Illustration by Chen Wu

The NHS and the challenges it faces filled our newsfeeds in 2023. But despite the lengthy waiting times and unprecedented staff strikes, a radical shift in care practices is breaking through. Initially necessitated by Covid-19, virtual wards have become a quietly growing part of the NHS, which recently met its ambitious target of creating 10,000 virtual beds before winter. This provides cautious optimism for those seeking solutions to the healthcare service’s numerous ailments. Many of us can already work, shop and learn from home. Now we can receive hospital care too. As the UK faces a future where our population is set to become older and sicker, might this be a lifeline our NHS needs?

Bedside to couchside: bringing hospital home with virtual wards video still

According to the NHS, virtual wards allow patients to receive hospital-level care at home thanks to remote monitoring and communication technology. Although first developed in South London in the mid-2000s, their rollout had been limited to a small number of NHS trusts. Now, thanks in part to a convergence of technological advances and an uptick in remote care spurred by shifts in practice during the pandemic, the NHS plans to make them ubiquitous. In its January 2023 delivery plan for recovering urgent and emergency care services, NHS England called for the greater use of virtual wards and we’ve seen similar efforts implemented in Scotland, Northern Ireland, and Wales.

And as the number of virtual wards grows, so too do the opportunities to explore more technologies and treat more conditions. Virtual wards now offer more widespread care at home for respiratory issues, frailty and, as of October, heart failure.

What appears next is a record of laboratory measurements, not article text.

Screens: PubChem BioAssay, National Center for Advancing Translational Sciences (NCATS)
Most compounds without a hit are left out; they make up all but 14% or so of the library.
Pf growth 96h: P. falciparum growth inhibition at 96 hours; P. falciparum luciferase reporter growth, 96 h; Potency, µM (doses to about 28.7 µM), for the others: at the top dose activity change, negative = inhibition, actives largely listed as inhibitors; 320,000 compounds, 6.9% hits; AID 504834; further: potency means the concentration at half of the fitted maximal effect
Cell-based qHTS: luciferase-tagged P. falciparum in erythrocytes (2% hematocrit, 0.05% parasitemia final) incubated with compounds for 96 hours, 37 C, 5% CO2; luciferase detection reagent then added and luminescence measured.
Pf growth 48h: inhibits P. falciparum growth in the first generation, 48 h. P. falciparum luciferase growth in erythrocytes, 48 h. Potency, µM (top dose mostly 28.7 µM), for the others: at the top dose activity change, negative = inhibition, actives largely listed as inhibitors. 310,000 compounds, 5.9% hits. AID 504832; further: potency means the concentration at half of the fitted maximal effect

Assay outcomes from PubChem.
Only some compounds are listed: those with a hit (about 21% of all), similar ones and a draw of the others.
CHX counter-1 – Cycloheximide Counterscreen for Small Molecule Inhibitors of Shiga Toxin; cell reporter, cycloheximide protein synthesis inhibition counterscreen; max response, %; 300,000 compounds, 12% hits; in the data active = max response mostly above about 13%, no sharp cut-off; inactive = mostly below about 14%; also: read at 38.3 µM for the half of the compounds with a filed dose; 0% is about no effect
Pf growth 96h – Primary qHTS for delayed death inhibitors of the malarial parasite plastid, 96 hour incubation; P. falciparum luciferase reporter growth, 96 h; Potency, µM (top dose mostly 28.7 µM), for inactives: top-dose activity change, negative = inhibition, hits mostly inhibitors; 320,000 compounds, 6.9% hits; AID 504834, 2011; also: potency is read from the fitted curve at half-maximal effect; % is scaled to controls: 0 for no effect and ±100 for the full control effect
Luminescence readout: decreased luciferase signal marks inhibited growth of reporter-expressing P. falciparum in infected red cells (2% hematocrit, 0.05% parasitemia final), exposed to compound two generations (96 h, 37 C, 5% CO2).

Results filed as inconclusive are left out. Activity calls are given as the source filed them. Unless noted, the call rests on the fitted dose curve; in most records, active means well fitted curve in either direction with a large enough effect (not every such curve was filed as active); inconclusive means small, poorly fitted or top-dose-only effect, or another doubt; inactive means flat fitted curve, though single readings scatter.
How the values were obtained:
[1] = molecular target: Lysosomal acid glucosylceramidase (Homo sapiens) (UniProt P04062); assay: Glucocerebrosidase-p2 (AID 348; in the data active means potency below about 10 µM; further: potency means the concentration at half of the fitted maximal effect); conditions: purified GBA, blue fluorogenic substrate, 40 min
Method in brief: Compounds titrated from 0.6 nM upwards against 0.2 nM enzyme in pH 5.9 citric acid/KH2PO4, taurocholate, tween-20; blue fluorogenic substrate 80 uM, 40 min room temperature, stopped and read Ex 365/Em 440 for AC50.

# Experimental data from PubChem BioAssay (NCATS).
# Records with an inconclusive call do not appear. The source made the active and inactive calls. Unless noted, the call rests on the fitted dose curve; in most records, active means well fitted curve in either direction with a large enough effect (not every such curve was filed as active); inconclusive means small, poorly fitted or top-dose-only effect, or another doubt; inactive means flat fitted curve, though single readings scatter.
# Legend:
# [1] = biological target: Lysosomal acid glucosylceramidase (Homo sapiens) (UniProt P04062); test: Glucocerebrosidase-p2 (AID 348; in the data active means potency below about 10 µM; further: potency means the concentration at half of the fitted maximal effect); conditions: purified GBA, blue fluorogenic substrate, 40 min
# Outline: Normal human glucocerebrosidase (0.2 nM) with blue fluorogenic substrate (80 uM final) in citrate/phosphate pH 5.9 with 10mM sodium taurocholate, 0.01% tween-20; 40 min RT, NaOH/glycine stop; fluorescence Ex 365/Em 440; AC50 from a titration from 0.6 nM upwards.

The benefits of virtual wards

Longer-term problems facing the NHS include decreasing hospital bed stocks and more people needing treatment for longer periods. Virtual wards can help tackle these issues by giving eligible patients the choice to receive treatment at home. But what actually happens on a virtual ward? The day typically starts with a virtual round by consultants and a team of community nurses is on hand to monitor and interact with patients when needed. Collette is a heart failure patient. According to the Liverpool Echo: “Being on the virtual ward has made Colette "feel really reassured" and cut the number of hospital visits she's made”.

Virtual wards have benefits beyond reducing hospital bed occupancy. The “Getting It Right First Time” programme (the NHS initiative to improve healthcare efficiency) indicates patients on virtual wards are five times less likely to suffer an infection and eight times less likely to experience functional decline than in acute settings. There are also early signs of improved patient experiences, such as increased comfort, normalcy and reduced anxiety, as well as improved clinical outcomes including faster recovery (although further evidence is needed to draw firm conclusions). This is important given the UK’s ageing population and projections that one in five adults will have a major illness by 2040.